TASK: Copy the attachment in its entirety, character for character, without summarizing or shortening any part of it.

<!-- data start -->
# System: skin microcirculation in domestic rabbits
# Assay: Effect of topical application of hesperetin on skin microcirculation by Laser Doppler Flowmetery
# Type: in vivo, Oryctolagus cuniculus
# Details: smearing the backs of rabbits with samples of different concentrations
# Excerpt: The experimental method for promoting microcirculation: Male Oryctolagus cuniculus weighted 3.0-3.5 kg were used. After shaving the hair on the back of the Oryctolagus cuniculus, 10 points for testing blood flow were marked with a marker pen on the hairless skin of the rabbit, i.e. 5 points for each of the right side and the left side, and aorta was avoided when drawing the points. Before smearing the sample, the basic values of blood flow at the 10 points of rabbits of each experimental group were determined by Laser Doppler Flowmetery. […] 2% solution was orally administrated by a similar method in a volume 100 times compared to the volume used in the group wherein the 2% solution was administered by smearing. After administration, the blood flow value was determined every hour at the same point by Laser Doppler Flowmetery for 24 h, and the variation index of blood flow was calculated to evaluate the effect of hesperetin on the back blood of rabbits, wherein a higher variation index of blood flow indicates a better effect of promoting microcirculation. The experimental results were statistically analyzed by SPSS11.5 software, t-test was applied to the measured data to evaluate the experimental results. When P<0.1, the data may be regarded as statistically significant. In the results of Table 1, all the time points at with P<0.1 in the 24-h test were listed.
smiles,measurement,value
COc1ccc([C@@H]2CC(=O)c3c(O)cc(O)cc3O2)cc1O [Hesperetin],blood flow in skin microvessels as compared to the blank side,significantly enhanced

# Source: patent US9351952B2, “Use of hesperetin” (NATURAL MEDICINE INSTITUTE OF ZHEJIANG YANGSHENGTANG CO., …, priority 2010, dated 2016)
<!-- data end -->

# System: skin microcirculation in domestic rabbits
# Assay: Effect of topical application of hesperetin on skin microcirculation by Laser Doppler Flowmetery
# Type: in vivo, Oryctolagus cuniculus
# Details: smearing the backs of rabbits with samples of different concentrations
# Excerpt: The experimental method for promoting microcirculation: Male Oryctolagus cuniculus weighted 3.0-3.5 kg were used. After shaving the hair on the back of the Oryctolagus cuniculus, 10 points for testing blood flow were marked with a marker pen on the hairless skin of the rabbit, i.e. 5 points for each of the right side and the left side, and aorta was avoided when drawing the points. Before smearing the sample, the basic values of blood flow at the 10 points of rabbits of each experimental group were determined by Laser Doppler Flowmetery. […] 2% solution was orally administrated by a similar method in a volume 100 times compared to the volume used in the group wherein the 2% solution was administered by smearing. After administration, the blood flow value was determined every hour at the same point by Laser Doppler Flowmetery for 24 h, and the variation index of blood flow was calculated to evaluate the effect of hesperetin on the back blood of rabbits, wherein a higher variation index of blood flow indicates a better effect of promoting microcirculation. The experimental results were statistically analyzed by SPSS11.5 software, t-test was applied to the measured data to evaluate the experimental results. When P<0.1, the data may be regarded as statistically significant. In the results of Table 1, all the time points at with P<0.1 in the 24-h test were listed.
smiles,measurement,value
COc1ccc([C@@H]2CC(=O)c3c(O)cc(O)cc3O2)cc1O [Hesperetin],blood flow in skin microvessels as compared to the blank side,significantly enhanced

# Source: patent US9351952B2, “Use of hesperetin” (NATURAL MEDICINE INSTITUTE OF ZHEJIANG YANGSHENGTANG CO., …, priority 2010, dated 2016)